This week’s blog from our General Election Series focuses on the importance of having access to quality health and care services for all of us as we age.
We are living in an increasingly ageing society. There are 11 million people aged 65 or over in the UK, 3 million of whom are aged 80 or over. The number of people over 85 in the UK is predicted to double in the next 20 years and nearly treble in the next 30. This is by any measure a triumph to be celebrated.
However we are far from being prepared for all the consequences of our longer lives. The social care system is a case in point. Care services are being cut – between 2005/6 and 2013/14 the proportion of people aged 65+ receiving care fell from 15.3% to 9.1%. This means over 380,000 fewer people receiving care than a decade ago. The number of people receiving home care has fallen by over 30%. Preventative services like day care and meals on wheels have been cut by over 60%.
This is at the same time as the number of people over 65 has grown by well over a million and those aged 85 and over, the fastest growing age group and those most likely to live with multiple long term conditions, including dementia, are most likely to need care.
Further cuts are expected during the next parliament, and the Association of Directors of Social Services estimates that an additional £4.3 billion will need to be found by 2020 just to keep services at current levels. Age UK estimates that 900,000 people over 65 in need of social care are already struggling without desperately needed support. And our research published today reveals the ‘double whammy’ of cuts to both health and social care services that support older people in the community.
Whilst the arguments to increase funding to the NHS have had a high political and media profile, without the requisite increase in funding for social care, we will continue to see increased demand for expensive hospital care as people are unable to manage at home. All to often we see that hospitals are unable to discharge older patients because there isn’t the support they need at home or in care homes to allow them to leave, contributing to the costs and pressures on the health service.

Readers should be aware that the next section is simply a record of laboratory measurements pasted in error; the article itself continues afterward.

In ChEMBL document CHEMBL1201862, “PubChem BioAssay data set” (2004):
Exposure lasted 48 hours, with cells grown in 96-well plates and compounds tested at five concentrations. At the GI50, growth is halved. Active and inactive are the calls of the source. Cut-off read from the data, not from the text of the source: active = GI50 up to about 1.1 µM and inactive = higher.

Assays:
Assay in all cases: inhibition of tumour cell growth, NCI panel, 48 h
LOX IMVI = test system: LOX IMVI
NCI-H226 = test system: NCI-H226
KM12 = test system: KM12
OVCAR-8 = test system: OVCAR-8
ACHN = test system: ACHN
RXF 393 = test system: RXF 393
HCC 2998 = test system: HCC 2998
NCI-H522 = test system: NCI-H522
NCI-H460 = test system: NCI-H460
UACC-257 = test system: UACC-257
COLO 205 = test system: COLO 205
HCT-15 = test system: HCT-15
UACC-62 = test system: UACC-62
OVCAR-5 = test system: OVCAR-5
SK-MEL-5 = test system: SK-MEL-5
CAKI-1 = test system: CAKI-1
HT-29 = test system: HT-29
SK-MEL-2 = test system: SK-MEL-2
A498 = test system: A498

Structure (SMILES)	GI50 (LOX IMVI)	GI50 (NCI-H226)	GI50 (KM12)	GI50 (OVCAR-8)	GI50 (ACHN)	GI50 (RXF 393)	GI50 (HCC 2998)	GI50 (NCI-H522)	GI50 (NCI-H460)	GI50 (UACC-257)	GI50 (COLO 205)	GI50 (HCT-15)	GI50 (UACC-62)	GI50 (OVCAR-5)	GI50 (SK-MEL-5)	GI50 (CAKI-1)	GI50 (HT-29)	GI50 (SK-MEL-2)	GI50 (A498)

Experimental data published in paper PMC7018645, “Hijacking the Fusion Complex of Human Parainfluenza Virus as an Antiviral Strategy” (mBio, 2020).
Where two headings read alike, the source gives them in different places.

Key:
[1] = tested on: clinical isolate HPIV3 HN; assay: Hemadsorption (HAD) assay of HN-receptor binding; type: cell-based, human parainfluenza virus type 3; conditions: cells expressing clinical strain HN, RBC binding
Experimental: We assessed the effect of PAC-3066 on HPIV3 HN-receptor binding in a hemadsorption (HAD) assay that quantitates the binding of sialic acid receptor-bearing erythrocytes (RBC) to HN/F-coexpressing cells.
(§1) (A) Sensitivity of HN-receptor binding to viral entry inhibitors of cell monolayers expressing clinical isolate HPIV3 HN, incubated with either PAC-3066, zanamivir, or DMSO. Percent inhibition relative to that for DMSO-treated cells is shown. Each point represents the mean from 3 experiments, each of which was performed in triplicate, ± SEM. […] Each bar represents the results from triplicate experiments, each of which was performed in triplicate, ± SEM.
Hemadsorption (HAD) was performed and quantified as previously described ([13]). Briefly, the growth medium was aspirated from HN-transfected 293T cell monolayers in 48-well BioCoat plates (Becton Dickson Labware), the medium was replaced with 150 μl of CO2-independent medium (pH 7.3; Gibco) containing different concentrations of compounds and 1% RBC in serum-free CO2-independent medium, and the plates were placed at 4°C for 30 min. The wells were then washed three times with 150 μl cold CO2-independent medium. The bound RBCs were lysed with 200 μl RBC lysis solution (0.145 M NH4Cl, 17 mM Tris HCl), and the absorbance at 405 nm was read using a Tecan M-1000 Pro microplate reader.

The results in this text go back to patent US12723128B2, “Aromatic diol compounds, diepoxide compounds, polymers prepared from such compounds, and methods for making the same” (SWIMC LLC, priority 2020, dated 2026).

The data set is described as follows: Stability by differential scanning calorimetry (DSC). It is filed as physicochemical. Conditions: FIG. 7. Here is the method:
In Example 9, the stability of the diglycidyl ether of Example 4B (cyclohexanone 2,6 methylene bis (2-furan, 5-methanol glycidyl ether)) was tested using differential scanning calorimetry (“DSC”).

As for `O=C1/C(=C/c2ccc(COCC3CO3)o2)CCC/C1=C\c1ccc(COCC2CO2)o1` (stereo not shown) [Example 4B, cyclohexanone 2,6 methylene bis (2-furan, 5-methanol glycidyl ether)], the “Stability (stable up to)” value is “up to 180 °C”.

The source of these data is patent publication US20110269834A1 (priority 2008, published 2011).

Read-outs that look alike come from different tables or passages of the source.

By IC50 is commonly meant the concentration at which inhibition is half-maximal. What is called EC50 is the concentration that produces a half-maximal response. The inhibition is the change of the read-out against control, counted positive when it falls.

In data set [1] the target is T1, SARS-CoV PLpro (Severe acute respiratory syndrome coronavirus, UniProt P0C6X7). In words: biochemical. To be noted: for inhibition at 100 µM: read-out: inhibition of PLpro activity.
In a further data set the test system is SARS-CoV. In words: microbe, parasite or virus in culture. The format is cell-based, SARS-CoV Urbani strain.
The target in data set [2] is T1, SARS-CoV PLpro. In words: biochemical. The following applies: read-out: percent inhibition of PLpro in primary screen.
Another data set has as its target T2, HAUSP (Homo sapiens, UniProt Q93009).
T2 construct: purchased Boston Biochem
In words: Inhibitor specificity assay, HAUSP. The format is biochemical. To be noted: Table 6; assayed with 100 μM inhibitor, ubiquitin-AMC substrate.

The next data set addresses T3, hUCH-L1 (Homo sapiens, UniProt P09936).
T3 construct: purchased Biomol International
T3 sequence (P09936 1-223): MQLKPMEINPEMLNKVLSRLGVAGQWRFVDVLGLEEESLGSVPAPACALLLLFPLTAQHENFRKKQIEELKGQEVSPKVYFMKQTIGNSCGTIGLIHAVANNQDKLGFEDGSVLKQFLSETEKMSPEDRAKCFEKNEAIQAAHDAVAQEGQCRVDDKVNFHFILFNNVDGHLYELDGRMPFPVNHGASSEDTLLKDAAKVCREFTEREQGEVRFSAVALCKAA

There may be ways to limit our future needs for health and care services. If the older population was supported to be in better health, if our housing stock was better suited to the needs of older people who have disabilities, if transport was more accessible, if supportive communities resulted in fewer isolated older people, if ‘telecare’ technologies were used more to monitor people’s health and wellbeing; these could all play a part in reducing and delaying the need for people to use services.
All the major political parties put great store in discussing ‘integration’ as a way to make the system more efficient, but we would like to see the next Government genuinely committing to more health and care services which are joined up around the individual. Age UK itself is developing a national integrated care programme which brings together health, care and volunteer services which has been shown to reduce hospital admissions.
Underpinning Age UK’s manifesto calls on health and care is the belief that people must be supported to have a decent quality of life and to be part of society, treated fully as a person not a set of symptoms and support needs.
On 7 May 2015, we will all vote to choose our future MPs and the next UK Government. It’s vital that once elected our politicians act on the issues that affect older people, today and tomorrow. Ask your Prospective Parliamentary Candidates to become Age Champions